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Julian Castro Meets With Edith Espinal Ahead Of Tuesday Debate

Julian Castro met with Edith Espinal at the Columbus Mennonite Church in north Columbus Tuesday morning.
Steve Brown
Julian Castro met with Edith Espinal at the Columbus Mennonite Church in north Columbus Tuesday morning.

Hours before Tuesday evening's Democratic presidential debate in Westerville, candidate Julian Castro met with Edith Espinal, the Columbus woman who’s been living inside a Clintonville church for two years to avoid deportation.

Speaking at the dais inside the Columbus Mennonite Church, where Espinal lives in sanctuary, Castro said he met with Espinal as part of a challenge to the current administration to "do better."

Castro is a former San Antonio mayor and served as Secretary of Housing and Urban Development under former President Obama. He was the first 2020 candidate to release an official immigration plan, which includes breaking up the Immigration and Customs Enforcement Office.

Castro says ICE has "gone overboard with a toxic culture."

"I would put some of those enforcement functions into the Department of Justice, and separate also Homeland Security investigations, which is part of ICE right now, and revamp the culture of our enforcement," he said.

Activists helping Espinal asked all of the Democratic presidential candidates to meet with her, but as of Tuesday morning only Castro had taken her them on the offer.

Espinal thanked Castro to taking the time to meet with her.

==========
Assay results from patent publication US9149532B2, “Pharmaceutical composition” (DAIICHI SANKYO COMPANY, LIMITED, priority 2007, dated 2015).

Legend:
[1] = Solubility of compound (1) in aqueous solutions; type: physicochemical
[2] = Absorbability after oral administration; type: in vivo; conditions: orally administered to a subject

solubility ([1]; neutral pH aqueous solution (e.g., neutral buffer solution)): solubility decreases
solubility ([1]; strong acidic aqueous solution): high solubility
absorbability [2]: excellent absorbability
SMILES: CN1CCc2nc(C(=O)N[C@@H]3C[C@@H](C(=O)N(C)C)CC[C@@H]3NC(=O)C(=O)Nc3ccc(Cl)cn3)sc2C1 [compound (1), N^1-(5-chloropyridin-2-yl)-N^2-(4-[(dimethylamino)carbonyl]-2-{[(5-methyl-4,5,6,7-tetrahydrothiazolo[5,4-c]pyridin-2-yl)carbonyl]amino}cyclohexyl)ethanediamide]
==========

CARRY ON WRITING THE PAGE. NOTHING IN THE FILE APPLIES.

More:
"It's not only my case, but it's more than a million people living in the shadows, and I feel happy that (Castro) came here because he now has power to support us," Espinal said.

The Ohio Republican Party didn’t respond to requests for comment about Castro or Espinal.

Castro's appearance at the Columbus Mennonite Church is just the latest development in a long saga for Espinal.  

She was born in Mexico but moved to Columbus in 1995 with her father. She returned to her home country briefly, but came back to Columbus in 2000. Along the way, she got a job and started a family. She has three children—and applied for asylum.

Espinal is from Michoacan, a Mexican state along the Pacific coast, and rising violence in the region helped prompt her asylum claims. However in 2017, immigration authorities rejected her case, so the Mennonite church offered her sanctuary instead.

Earlier this year, Espinal became one of the undocumented immigrants to receive heavy fines by ICE.

Copyright 2020 WOSU 89.7 NPR News. To see more, visit WOSU 89.7 NPR News.

Steve Brown grew up in nearby Richwood, Ohio and now lives there with his wife and son. He started his journalism career as a weekend board operator at WOSU while majoring in journalism at Ohio State, where he also wrote for student newspaper The Lantern and co-founded the organization Students for Public Broadcasting.